(c) 2022 Jon L Gelman, All Rights Reserved.

Wednesday, August 22, 2012

Aerial spraying pesticides to fight mosquitoes raises concerns over compensability for exposures

Based on reports from the  United States Centers for Disease Control (CDC) arial spraying of pesticides has been mandated in Texas because of the number of reported cases of West Nile Flu. Questions are now being raised as to the availability of workers' compensation benefits for workers who suffer illnesses flowing from the consequences of pesticide exposures.

The arial spraying of Dallas County commenced last night  with two planes being utilized, and will be continuing over the next few evenings in order to battle the mosquito population that is spreading the disease. The population is being requested to remain indoors to avoid exposure.

The state of Texas is not the only area in the United States where West Nile Flu is now spreading and preventive measures are being taken to stem the potential of an epidemic of illness. Throughout United States during 2012 there has been an increase in the amount of cases it being reported. See the CDC map above.

In most jurisdictions, workers' compensation benefits are available as a result of occupational exposures. There is the potential for a surge of claims as the network of benefits programs remains unprepared, especially in its beleaguered state. More preparation needs to be undertaken to handle such potential consequences such as a West Nile epidemic.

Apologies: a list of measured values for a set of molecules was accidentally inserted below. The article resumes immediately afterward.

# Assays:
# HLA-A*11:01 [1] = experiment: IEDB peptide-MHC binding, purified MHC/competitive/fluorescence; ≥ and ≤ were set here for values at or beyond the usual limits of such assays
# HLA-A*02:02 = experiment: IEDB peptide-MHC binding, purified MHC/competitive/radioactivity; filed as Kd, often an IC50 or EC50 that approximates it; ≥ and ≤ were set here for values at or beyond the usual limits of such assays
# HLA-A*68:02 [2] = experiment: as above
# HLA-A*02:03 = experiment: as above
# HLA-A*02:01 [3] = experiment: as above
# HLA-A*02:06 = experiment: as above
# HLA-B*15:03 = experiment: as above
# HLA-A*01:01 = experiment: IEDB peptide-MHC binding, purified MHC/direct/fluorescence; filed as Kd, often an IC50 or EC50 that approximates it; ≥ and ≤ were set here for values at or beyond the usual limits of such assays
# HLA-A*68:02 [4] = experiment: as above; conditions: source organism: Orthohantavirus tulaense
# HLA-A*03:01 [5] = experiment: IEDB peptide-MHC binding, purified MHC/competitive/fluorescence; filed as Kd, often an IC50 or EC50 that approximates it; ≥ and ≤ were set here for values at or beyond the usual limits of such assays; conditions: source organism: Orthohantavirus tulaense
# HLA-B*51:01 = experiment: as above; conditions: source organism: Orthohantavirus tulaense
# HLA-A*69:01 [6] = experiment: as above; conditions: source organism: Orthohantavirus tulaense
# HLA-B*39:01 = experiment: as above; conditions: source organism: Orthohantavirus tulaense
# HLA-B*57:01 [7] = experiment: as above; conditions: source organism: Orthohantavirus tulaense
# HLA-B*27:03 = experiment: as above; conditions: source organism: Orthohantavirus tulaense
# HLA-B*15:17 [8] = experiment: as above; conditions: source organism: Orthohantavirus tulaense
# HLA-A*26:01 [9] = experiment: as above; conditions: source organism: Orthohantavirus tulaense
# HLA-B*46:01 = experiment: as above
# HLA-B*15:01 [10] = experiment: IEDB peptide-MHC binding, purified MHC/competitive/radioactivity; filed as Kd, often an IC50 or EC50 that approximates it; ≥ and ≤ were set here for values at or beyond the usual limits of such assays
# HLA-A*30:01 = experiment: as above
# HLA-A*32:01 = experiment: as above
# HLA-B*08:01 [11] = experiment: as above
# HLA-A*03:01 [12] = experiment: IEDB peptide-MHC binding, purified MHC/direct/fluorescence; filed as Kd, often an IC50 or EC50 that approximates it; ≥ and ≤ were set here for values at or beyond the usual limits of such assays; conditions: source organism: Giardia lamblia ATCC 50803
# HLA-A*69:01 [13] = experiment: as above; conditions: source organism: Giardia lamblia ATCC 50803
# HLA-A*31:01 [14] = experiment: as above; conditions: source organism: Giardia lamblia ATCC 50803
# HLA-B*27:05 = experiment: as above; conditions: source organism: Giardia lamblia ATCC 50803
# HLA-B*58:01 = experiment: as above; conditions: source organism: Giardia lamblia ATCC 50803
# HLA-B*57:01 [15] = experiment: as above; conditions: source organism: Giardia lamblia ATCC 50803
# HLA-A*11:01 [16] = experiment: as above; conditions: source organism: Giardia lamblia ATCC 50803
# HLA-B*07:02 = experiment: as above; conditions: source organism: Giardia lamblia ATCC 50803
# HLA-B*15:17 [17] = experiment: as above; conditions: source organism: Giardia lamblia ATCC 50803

Read other blog posts about flu

Sep 15, 2009
The 2009 influenza pandemic (flu) has created a new framework of acts and regulations to respond the World Health Organization's (WHO) phase 6 pandemic alert. Governmentally imposed employment disruptions resulting...
Oct 24, 2009
As the US flu vaccination program rolls out, the numbers are also growing for those who have reported adverse consequences from the H1N1 vaccine. The victims and their families are also lining up for benefits available in ...
Apr 24, 2009
The CDC has reported that Swine flu has impacted the US in the past: "Like seasonal flu, swine flu in humans can vary in severity from mild to severe. Between 2005 until January 2009, 12 human cases of swine flu were ...
Nov 27, 2009
The OSGA directive closely follows the prevention guidance issue by The Centers for Disease Control (CDC) to prevent the spread of H1N1 flu. The purpose of the compliance directive is "to